As the holder of credit risk, Fannie take losses on homes that sell for less than what is owed on the mortgage, but generally the loss is not as big as it would be if the home went into foreclosure. Many loan servicers and some brokers of "real estate owned" — properties that have been repossessed by a lender — say the number of short sales has increased significantly in the past few months, largely because more foreclosed homes have flooded the market.
Jason Allnut, a vice president for credit loss management in Fannie's Dallas office, said the government-sponsored enterprise is looking at ways to persuade servicers and REO brokers to do short sales while streamlining the process. "We want to incentivize the borrower with a program of preapproved short sales," Mr. Allnut said Monday at a conference in Indian Wells, Calif., sponsored by REOMAC, a trade group. That statement drew applause from the audience of about 1,700 default servicing professionals.
Many REO brokers complained that servicers typically cut the broker commissions on short sales, compared with a 4% to 5% fee on foreclosure sales. But Mr. Allnut said: "Fannie is telling servicers not to cut broker commissions."Eli Tene, the president of I Short Sale Inc., a Woodland Hills, Calif., advisory firm, said it currently takes three to nine months to complete a short sale. Many loan servicers have held up the short-sale process by requiring approval from both the first and second mortgage holders, or a majority or three-fourths approval from investors in a pool of loans — "even on one short sale," he said.By doing so, "they kill the process," Mr. Tene said. "What are the chances of holding on to a buyer for three or four months?"
Kevin Kanouff, the president of the fixed-income services unit of Clayton Holdings Inc., a Shelton, Conn., due diligence, surveillance, and loan servicing company, said short sales used to be an "afterthought" for banks but are increasingly seen as a practical alternative to foreclosure.
Clayton has noticed "a significant increase in the number of short-sale liquidations in the past year" by clients, because servicers are getting more borrower requests to effect such sales, he said. Second liens that have negative equity positions are typically getting $1,000 to $3,000 from short sales after the senior liens are paid off, he said.
Still, the difficulty for homebuyers to get financing in the current market and inadequate staffing of loss-mitigation departments are the most common reasons short sales fail to get approved, he said.Servicers must reconcile the discrepancy between the original appraised value of a home and the updated "interior" value to determine the short-sale price, Mr. Kanouff said. "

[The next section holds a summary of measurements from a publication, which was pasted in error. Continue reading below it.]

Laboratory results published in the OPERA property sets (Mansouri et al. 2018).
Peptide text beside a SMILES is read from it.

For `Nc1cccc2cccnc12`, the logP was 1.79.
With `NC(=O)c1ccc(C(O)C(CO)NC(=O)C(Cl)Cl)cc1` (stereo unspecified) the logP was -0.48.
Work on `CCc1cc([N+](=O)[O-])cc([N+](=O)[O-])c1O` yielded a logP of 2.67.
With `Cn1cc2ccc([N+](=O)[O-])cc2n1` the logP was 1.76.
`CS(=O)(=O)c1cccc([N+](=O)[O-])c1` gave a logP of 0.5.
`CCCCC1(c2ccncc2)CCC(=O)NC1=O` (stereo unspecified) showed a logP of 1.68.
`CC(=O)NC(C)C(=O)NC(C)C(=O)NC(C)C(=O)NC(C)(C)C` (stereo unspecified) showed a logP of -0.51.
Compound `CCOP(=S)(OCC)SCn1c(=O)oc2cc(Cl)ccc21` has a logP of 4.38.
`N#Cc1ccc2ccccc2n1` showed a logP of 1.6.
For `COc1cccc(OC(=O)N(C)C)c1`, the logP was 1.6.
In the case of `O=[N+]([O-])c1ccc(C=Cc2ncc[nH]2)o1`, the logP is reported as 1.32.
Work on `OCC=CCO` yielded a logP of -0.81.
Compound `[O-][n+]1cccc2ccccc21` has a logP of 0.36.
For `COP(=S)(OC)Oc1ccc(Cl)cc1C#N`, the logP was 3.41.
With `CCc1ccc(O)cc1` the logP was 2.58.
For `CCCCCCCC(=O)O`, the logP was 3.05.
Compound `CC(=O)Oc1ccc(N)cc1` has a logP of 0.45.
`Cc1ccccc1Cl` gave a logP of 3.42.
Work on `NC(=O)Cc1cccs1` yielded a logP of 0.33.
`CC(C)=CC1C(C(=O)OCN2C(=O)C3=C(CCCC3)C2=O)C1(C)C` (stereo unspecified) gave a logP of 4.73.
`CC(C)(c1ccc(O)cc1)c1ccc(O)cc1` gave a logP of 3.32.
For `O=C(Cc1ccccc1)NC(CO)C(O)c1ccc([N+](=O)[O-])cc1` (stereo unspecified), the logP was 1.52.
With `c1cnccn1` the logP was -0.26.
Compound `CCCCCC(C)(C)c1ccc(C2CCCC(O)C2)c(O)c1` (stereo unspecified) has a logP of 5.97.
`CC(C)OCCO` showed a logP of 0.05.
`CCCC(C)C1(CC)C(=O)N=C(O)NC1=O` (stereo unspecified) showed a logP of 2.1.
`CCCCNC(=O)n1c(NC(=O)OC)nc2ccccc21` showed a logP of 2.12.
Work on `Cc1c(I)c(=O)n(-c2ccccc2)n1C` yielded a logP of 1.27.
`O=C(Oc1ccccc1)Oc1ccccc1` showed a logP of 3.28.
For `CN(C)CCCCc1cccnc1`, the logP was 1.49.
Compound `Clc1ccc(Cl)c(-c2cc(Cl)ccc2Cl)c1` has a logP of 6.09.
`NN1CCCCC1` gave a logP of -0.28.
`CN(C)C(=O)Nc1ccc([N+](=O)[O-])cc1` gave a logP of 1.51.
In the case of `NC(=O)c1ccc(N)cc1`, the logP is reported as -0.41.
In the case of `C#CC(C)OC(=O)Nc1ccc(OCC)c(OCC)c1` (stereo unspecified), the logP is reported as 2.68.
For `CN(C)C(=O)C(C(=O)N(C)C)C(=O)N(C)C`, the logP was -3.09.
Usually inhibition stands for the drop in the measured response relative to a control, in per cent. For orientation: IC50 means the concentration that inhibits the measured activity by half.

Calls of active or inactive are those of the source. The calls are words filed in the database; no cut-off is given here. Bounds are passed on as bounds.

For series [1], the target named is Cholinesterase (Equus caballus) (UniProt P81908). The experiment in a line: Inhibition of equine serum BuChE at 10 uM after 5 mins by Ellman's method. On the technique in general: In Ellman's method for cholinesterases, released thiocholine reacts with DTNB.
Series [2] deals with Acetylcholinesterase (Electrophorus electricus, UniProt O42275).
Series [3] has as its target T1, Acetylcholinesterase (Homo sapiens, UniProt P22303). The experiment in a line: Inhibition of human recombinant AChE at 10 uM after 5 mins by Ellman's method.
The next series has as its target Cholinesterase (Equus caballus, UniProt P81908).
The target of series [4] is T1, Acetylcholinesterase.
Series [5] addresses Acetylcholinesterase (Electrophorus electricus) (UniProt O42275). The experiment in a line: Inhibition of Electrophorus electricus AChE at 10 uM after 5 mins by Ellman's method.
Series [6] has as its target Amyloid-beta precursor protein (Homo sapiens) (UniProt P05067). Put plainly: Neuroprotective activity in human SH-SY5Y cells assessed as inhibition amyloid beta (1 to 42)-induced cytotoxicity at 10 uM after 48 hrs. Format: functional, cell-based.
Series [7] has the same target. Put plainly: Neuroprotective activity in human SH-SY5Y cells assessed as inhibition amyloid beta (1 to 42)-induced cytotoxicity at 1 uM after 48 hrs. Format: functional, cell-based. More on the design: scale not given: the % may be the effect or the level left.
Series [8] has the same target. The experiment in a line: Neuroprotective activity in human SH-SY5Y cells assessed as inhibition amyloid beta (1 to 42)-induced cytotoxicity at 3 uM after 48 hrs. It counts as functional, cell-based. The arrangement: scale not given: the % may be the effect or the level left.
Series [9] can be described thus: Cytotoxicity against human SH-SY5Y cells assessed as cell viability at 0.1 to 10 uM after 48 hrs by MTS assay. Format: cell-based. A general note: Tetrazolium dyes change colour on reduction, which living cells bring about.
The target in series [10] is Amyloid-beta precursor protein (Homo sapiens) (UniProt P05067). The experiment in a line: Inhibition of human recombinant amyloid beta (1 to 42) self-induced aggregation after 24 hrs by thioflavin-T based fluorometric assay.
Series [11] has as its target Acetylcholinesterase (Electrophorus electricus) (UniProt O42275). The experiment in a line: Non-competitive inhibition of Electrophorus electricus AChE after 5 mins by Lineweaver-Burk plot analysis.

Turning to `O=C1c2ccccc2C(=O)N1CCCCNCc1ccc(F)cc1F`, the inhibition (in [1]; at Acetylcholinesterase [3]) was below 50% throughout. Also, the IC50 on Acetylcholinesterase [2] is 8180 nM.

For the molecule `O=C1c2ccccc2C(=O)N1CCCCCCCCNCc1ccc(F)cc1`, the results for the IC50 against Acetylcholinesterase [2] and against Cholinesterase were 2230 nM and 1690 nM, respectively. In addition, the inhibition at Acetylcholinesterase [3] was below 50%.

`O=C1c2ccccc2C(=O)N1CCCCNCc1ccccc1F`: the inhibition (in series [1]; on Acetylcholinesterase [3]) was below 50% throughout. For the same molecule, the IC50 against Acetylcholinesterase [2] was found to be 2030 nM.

You calculate what you think you would lose on the sale price and what you would lose on a foreclosure, and weigh that against what a borrower can get refinanced at," he said.
Mr. Tene said his company is seeing a 20% to 30% increase in the number of borrowers who want to sell their homes in a short sale. He found that banks are penalizing borrowers who may be current on their mortgage but want a short sale and can prove some form of hardship. One-third of I Short Sale's 1,800 short-sale requests are from borrowers who have never stopped making their mortgage payments, Mr. Tene said.
A nationwide survey of real estate agents conducted last month by Campbell Communications Inc. of Washington found that 20% of all completed home sales in the fourth quarter were short sales or preforeclosure sales.
The survey, which was published this month in the newsletter Inside Mortgage Finance, found that about two-thirds of pre-foreclosure and short sales are initiated by homeowners, the rest by servicers. In all, the real estate agents surveyed said about one-third of borrowers signed short and pre-foreclosure sale deals that fell through; the most common reasons were home inspections and property damage, a refusal by sellers to sign "deficiency notes," and sellers' inability to pay closing costs.
In February, Freddie Mac expanded a short-sale program to include more loans with a higher likelihood of loss, said Brad German, a spokesman for the GSE. The program lets servicers submit short sales with few documents from the borrower. Late last year, Freddie authorized its Tier One servicers — those that have shown "superior performance" — to accept short sales at bigger discounts and to pay out more to junior lien holders, Mr. German said.
As a result of these changes, short-sale approvals nearly doubled last quarter from the previous quarter, and closings of such sales increased by more than half, he said.
Preapproved Short Sales